Christmas Carol
"A Christmas Carol" by Charles Dickens, is a story that is rich in
metaphors that ultimately questions the morals and ethics of the author's
society during the time of hislife, the industrial revolutionized society. In
the story, the main character, Ebenezer Scrooge, is a greedy, rich accountant
who is visited by his old business partner ghost, Jacob Marley. Marley's ghost
tells Scrooge that he may face a penalty of becoming a lost soul if he continues
to value money more than anything else in his life. He also foretells that

Scrooge will be visited by three other ghosts that will give him the chance to
redeem himself, and he can break an iron chain of greed that he has woven. Each
time a ghost visits Scrooge, he will become more aware of the failures of the
society he lives in. The ghosts will also let Scrooge see his contributions to
those failures. As Dickens writes the story of the three visits, we are able to
out more about Scrooge's inner self-character. We learn this about him as he
finds out about his own fellow man and his community. The crux of the story is
alluded to in the ingenious metaphors Dickens creeates to illustrate his own
reflection on Nineteenth Century society. In the beginning of the story, Scrooge
and his assistant Bob Cratchit are working at Scrooge's counting house on a very
cold night, Christmas Eve. Scrooge's offices are nearly freezing, because of
the dreadful weather. They depend on using coal to keep warm. Scrooge is
satisfied with a very small fire that he barely keeps going. More than that he
thinks is unnecessary warmth. On the other hand, Bob Cratchit's fire is nothing
but one dying morsel of coal. "Scrooge had a very small fire, but his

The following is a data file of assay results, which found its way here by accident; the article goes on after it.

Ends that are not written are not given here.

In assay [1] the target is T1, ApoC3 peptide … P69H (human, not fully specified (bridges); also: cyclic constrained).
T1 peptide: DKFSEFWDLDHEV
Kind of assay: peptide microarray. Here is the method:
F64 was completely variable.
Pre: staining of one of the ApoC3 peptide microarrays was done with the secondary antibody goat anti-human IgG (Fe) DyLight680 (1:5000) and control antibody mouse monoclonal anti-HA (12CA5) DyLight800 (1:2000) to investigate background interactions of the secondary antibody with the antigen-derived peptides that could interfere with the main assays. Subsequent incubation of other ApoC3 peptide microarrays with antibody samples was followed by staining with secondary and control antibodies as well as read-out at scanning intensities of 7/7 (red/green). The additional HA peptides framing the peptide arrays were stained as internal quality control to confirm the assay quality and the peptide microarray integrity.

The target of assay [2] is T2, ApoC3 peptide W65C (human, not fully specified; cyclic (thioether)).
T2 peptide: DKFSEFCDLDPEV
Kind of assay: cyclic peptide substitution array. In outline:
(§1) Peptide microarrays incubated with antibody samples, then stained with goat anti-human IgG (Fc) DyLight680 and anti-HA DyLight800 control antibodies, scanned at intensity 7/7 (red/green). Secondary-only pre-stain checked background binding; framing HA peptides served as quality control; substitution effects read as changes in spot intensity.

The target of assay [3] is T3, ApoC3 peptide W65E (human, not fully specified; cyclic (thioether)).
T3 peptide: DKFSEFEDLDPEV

clerk's fire was so very much smaller that it looked like one coal." The
irony in only using a small piece of coal is that they both had two entirely
different reasons for not using more coal. Bob Cratchit is Scrooge's
impoverished assistant, who can't afford to buy more coal to kindle up warmth in
his office. If he had enough money to improve his working condition, he would.

On the other hand, Scrooge had more than enough money to buy coal for his office
and Bob's. He didn't find that necessary. Dickens makes reference to this as he
shows how Scrooge doesn't find it necessary to build up more warmth in his
office, or even to offer to keep his assistant's office warm, when he writes
"But he (Bob Cratchit) couldn't replenish it (the fire), for Scrooge kept
the coal-box in his own room; and so surely as the clerk came in with the
shovel, the master predicted that it would be necessary for them to part."

The situation is much deeper than it appears. Dickens has not only created a
spiteful and stingy character, but he creates a Scrooge whose very body is cold.

The fact that Scrooge doesn't mind that his office is cold reveals that he is
both physically and mentally a cold person. Throughout literature the use of hot
and cold plays as two basic metaphors for love and hate: loneliness. Scrooge
doesn't need warmth as a result of being a malevolent and bitter person. He
doesn't have family or friends to share his love and heart with, so he developed
into a person who was numb to his own warm feelings. The only emotions that are
left are the bitter ones he has for his society. Dickens uses Marley's chains as
a metaphor as well. We should pay attention to what Marley and Scrooge were
known for. Scrooge and Marley were both concerned about their money more than
anything else that Dickens writes about. The two were so concerned about earning
money, that the two didn't care how they got it. Each of them wanted to be
alone. The chains that were "forged in life" by Marley were chains of
guilt and sin. These chains were fashioned while Marley made money at other
people's expenses, and were linked out of his lack of concern for what he did in
life. Marley, like Scrooge, knew well of the poverty most people suffered. Their
sins were that they showed no sympathy for unfortunate people. They both hid
their sympathy in order to repress their guilt. Dickens writes more about

Marley's greed when he describes Marley. "His body transparent: so that

Scrooge, observing him, and looking through his waistcoat, could see the two
buttons on his coat behind." "Scrooge had often heard it said that